Letter to Paul Demeny, May 15, 1871
The first study of a woman who wants to be a poet is to know herself entirely; she searches her soul, inspects it, tests it, learns it. Once she knows her soul, she must cultivate it. This seems simple—a natural evolution which comes to pass in every mind, in every body—there are many who would declare themselves writers, who would boast of their intellectual growth. But the soul must be made monstrous, must be birthed into another form. Imagine a child pruned in the womb as you would a bonsai, snipped and stitched and stunted even before it’s born. Imagine the bones malformed and dislocated, relocated, orifices slit and cartilage burned. Can you see these comprachico children emerge from you?
I say that you must have vision, become a visionary.
You must become a visionary through an extended, immense, and deliberate derangement of all the senses, through carefully executed mutilations of the mind.
Find love, find pain, find madness—drain their poisons into your body and distill them, preserve their essence. In this inexpressible torment, find faith, find superhuman strength, and birth it too: your soul the madman, the criminal, the damned—and the savant, for she approaches the unknown.
You have cultivated this soul past all knowing—stare it down, your comprachico child who no longer has a face. See with the sharpness of his scarred-shut eyes, and even as your vision fails, remember: you have seen. And if—as you leap into such unnamable, innumerable things—if you lose yourself, no matter.
There are others who will follow, who will begin at the horizons where you failed.
I begin again:
And so the poet is truly the thief of fire—she, Promethea who sculpted man from clay. The poet bound to a boulder and made to wait while an eagle pecks at her liver every day.
She is given this task by man, by beast even—she must make her creations known, felt, heard. If what she brings back from beyond has form, she gave it form; if it is formless, that too she gave.
To derive a language—after all, every word being a thought, the time of a universal language will come. You must be an academic, deader than a fossil, to complete a dictionary of any language at all. The weak may begin by thinking about the first letter of the alphabet, and quickly stumble into insanity.
This language would be of the soul, for the soul, encompassing all—scents, sounds, colors—a thought caught in the weave of another thought and pulled. A pattern of stitches looped or knit or crocheted, this language is women’s work. In time, the poet will discover her universal soul, define the quantity of the unknown—she will give more (than the formula of her thoughts, than the notations of her steps towards progress). Enormity becomes norm, absorbed by all, she will truly be a multiplier of growth.
This future will be materialistic, you will see—always filled with Number and Harmony, her poems will be made to endure. At their core, they might be like Greek poetry once more. Eternal art will have its duties, just as poets are citizens too. Poetry will no longer give rhythm to action—it will forge ahead.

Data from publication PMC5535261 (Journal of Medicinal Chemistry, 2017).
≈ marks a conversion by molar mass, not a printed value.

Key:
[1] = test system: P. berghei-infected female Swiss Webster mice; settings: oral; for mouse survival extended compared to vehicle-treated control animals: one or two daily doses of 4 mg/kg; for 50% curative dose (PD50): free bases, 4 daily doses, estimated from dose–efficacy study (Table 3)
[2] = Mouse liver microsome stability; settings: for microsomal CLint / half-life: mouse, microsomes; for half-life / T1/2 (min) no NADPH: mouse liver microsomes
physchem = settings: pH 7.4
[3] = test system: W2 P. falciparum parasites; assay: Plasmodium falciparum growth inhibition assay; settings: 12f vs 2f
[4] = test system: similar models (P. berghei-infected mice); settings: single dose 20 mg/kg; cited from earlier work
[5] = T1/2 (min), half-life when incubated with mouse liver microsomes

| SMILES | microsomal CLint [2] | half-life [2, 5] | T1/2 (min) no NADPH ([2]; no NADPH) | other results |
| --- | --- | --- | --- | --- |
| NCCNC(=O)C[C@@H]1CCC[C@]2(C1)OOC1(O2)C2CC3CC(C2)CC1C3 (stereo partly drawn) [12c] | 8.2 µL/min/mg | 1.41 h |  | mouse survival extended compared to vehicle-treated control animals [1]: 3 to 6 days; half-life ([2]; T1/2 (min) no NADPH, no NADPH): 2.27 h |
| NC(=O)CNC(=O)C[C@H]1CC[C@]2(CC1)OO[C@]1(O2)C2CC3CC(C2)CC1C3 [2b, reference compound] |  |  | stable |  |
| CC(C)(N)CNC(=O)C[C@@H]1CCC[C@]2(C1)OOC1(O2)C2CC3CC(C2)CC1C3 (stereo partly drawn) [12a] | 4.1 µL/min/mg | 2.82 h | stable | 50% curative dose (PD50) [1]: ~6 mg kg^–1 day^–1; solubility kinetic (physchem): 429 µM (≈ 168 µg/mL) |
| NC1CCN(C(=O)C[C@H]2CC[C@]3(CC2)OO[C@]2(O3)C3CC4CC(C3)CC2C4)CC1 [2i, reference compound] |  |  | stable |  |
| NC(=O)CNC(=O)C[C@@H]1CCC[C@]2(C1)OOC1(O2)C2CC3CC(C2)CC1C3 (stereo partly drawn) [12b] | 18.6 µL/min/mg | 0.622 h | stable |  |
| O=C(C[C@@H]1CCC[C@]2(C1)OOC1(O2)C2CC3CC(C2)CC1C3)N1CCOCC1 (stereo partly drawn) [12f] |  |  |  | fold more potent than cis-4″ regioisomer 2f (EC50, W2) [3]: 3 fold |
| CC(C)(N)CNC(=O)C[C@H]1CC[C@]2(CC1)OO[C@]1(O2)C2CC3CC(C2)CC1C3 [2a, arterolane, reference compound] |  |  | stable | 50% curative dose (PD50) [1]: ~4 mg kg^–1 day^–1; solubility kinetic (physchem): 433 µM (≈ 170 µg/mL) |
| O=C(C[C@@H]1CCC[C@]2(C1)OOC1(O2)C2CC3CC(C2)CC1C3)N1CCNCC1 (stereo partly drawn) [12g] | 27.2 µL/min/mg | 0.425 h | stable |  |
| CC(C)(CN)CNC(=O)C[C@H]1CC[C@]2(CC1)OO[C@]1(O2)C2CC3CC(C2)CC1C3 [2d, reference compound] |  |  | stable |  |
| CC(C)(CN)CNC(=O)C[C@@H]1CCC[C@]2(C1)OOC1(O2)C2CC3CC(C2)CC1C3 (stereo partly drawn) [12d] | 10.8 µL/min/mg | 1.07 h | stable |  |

These poets will come to be! When the infinite servitude of woman is broken, when she lives for herself and by herself—man, an abomination until now, him being expelled—she will be a poet, she too! Women will find their piece of the unknown! And will our worlds of ideas differ?
We will find strange things—unfathomable, repulsive, delectable—thieves of fire that we are, we will seize them, we will understand.
Until then, ask of the poets something new—ideas and forms. The clever ones may soon believe they’ve satisfied this demand. It is not true!
Rimbaud’s May 15 letter to Paul Demeny is one of a series of letters often referred to as the “lettres du voyant” (letters of the seer/visionary), where he espoused his ideas on poetry and the figure of the poet. This particular letter is perhaps the most recognized, for it contains his famous line advocating for a “dérèglement de tous les sens”—most commonly translated as a “derangement of all the senses.” In my translation, I worked to remain faithful to my understanding of this derangement of sense, and in that spirit, to reveal the strangeness that lurks beneath his epistolary prose. In places, I expand and “derange” Rimbaud’s metaphors and references to expose his most troubling or intriguing suggestions. I have made one more important change—an act of resistance against Rimbaud’s vision. The poet that Rimbaud saw, the poetry that he wrote about, was definitively male. In this translation, the poet, like me, is a woman.
Erika Luckert is a writer from Edmonton, Canada, and a winner of the 92Y/Boston Review Discovery Prize. Her manuscript, Prepared Ground, was a finalist for Tupelo Press’ 2018 Berkshire Prize. Her work has appeared or is forthcoming in Denver Quarterly, Indiana Review, CALYX, Room Magazine, Tampa Review, F(r)iction, Atticus Review, Boston Review, and others. Erika holds an MFA in Poetry from Columbia University, and lives in New York City, where she teaches creative and critical writing. www.erikaluckert.com
Arthur Rimbaud was a French writer known for his influence on the surrealist movement. Born in 1854 in a small town in northern France, his best known works include Illuminations and A Season in Hell. Rimbaud wrote most of his celebrated poetic oeuvre in a span of five years. During that time, Rimbaud also had an affair with Paul Verlaine, which ended dramatically in 1873, when a drunken Verlaine shot Rimbaud in the hand. Rimbaud died in 1881 at the age of 37; Verlaine published his complete works four years later.